Research Associate Professor of Piano and Chamber Music,
University of South Carolina School of Music
Phillip Bush is a pianist of uncommon versatility with a repertoire extending from the 16th century to the 21st. His active and unconventional career has taken him to many parts of the globe. Since his New York recital debut at the Metropolitan Museum in 1984, Mr. Bush has appeared as recitalist throughout North America, as well as in Europe, Asia and the Caribbean. He made his Carnegie Hall concerto debut in 2001 with the London Sinfonietta to critical acclaim, replacing an ailing Peter Serkin on short notice in concerti by Stravinsky and Alexander Goehr. He has also appeared as soloist with the Osaka Century Orchestra, Cincinnati Symphony, Houston Symphony and several other orchestras, in repertoire as far-ranging as the Beethoven concerti and the American premiere of Michael Nyman’s Harpsichord Concerto.
A much sought-after chamber musician, Mr. Bush has performed and recorded with the Chamber Music Society of Lincoln Center, has appeared frequently on New York's Bargemusic series, and has performed at the Grand Canyon Music Festival, Bridgehampton Chamber Music Festival, Cape Cod Chamber Music Festival, Strings in the Mountains (Colorado), Sitka Music Festival (Alaska), St. Bart's Music Festival, Music at Blair Atholl (Scotland), Cape May Music Festival and many other festivals. He has appeared with the Kronos Quartet and the Miami String Quartet and has also performed with members of the Emerson, Guarneri, Tokyo, Orion and St. Lawrence quartets. Between 1991 and 1999, he performed over 250 concerts in Japan with the piano quartet, Typhoon, and recorded five CD's with the group for Epic/Sony, all of which reached the top of the Japanese classical charts.
In 1993 Mr. Bush founded MayMusic in Charlotte, a critically acclaimed and innovative festival in North Carolina that annually presented chamber and contemporary music, film screenings and other cross-disciplinary collaborations. He served as Artistic Director of that festival from 1993 to 1998. In 2007, he was named Artistic Director of the Bennington Chamber Music Conference, the largest (over 300 participants and 50 faculty) and oldest (founded 1946) institute for amateur chamber musicians to study with professional concert artists. His role at the conference involves providing overall direction for the teaching program, as well as curating a six-concert chamber music festival featuring the artist-faculty each year.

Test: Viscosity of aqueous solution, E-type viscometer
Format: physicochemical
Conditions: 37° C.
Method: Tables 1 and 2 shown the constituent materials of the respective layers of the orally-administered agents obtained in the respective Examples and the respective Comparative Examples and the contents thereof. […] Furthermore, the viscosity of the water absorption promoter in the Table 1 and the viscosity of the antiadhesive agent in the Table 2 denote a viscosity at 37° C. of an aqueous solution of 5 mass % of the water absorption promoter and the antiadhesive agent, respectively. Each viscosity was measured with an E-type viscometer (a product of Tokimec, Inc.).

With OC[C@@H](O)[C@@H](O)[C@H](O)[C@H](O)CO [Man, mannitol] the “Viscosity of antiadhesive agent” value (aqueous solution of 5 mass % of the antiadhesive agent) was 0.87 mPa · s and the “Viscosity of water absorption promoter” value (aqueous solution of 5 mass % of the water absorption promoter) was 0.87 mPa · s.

A fierce advocate for contemporary music, Phillip Bush has performed often with many of the New York area's most renowned new music ensembles, including Bang on a Can All-Stars, Philip Glass Ensemble, Steve Reich and Musicians, Group for Contemporary Music, Newband, Sequitur, Parnassus and New Music Consort. From 1995 until 2010 he was a member of the Milwaukee-based new music group, Present Music. Mr. Bush's efforts on behalf of contemporary music have earned him grants and awards from the Mary Flagler Cary Charitable Trust, the Aaron Copland Fund, ASCAP, Chamber Music America and the National Endowment for the Arts. His discography as soloist and chamber musician has now reached 40 recordings on labels such as Sony, Virgin Classics, Koch International, ASV, New World Records, Denon and many others.
Mr. Bush is a graduate of the Peabody Conservatory, where he studied with Leon Fleisher. From 2000 to 2004, Mr. Bush taught piano and chamber music at the University of Michigan, and he has also served as Visiting Faculty at the University of North Carolina. In 2012 he was appointed Research Associate Professor of Piano and Chamber Music at the University of South Carolina School of Music.